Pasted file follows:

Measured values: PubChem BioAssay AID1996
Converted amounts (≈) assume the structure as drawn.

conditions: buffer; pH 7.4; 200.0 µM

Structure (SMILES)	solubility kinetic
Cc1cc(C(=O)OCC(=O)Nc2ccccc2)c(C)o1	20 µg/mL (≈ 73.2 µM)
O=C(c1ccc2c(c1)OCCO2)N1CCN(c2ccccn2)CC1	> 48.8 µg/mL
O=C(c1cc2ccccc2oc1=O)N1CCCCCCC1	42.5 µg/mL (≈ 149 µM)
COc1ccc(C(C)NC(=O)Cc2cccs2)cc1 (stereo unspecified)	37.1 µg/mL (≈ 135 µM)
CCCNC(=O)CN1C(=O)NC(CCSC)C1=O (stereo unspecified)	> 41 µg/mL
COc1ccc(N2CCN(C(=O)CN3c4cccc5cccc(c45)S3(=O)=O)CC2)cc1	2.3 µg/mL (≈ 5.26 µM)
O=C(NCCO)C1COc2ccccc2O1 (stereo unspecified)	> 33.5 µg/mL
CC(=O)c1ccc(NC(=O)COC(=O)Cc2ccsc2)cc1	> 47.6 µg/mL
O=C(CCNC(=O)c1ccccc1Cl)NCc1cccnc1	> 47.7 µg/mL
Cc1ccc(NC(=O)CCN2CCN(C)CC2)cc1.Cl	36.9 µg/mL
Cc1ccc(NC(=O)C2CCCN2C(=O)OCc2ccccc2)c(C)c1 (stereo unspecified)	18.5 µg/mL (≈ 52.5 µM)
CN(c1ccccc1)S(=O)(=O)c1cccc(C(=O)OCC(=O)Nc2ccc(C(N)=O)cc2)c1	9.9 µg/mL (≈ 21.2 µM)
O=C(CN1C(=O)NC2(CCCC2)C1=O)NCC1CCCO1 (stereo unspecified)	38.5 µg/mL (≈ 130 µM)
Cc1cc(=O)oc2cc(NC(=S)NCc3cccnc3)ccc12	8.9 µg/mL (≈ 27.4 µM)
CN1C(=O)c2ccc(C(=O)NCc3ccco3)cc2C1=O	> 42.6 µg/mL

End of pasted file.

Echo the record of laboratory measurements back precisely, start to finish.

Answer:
Measured values: PubChem BioAssay AID1996
Converted amounts (≈) assume the structure as drawn.

conditions: buffer; pH 7.4; 200.0 µM

Structure (SMILES)	solubility kinetic
Cc1cc(C(=O)OCC(=O)Nc2ccccc2)c(C)o1	20 µg/mL (≈ 73.2 µM)
O=C(c1ccc2c(c1)OCCO2)N1CCN(c2ccccn2)CC1	> 48.8 µg/mL
O=C(c1cc2ccccc2oc1=O)N1CCCCCCC1	42.5 µg/mL (≈ 149 µM)
COc1ccc(C(C)NC(=O)Cc2cccs2)cc1 (stereo unspecified)	37.1 µg/mL (≈ 135 µM)
CCCNC(=O)CN1C(=O)NC(CCSC)C1=O (stereo unspecified)	> 41 µg/mL
COc1ccc(N2CCN(C(=O)CN3c4cccc5cccc(c45)S3(=O)=O)CC2)cc1	2.3 µg/mL (≈ 5.26 µM)
O=C(NCCO)C1COc2ccccc2O1 (stereo unspecified)	> 33.5 µg/mL
CC(=O)c1ccc(NC(=O)COC(=O)Cc2ccsc2)cc1	> 47.6 µg/mL
O=C(CCNC(=O)c1ccccc1Cl)NCc1cccnc1	> 47.7 µg/mL
Cc1ccc(NC(=O)CCN2CCN(C)CC2)cc1.Cl	36.9 µg/mL
Cc1ccc(NC(=O)C2CCCN2C(=O)OCc2ccccc2)c(C)c1 (stereo unspecified)	18.5 µg/mL (≈ 52.5 µM)
CN(c1ccccc1)S(=O)(=O)c1cccc(C(=O)OCC(=O)Nc2ccc(C(N)=O)cc2)c1	9.9 µg/mL (≈ 21.2 µM)
O=C(CN1C(=O)NC2(CCCC2)C1=O)NCC1CCCO1 (stereo unspecified)	38.5 µg/mL (≈ 130 µM)
Cc1cc(=O)oc2cc(NC(=S)NCc3cccnc3)ccc12	8.9 µg/mL (≈ 27.4 µM)
CN1C(=O)c2ccc(C(=O)NCc3ccco3)cc2C1=O	> 42.6 µg/mL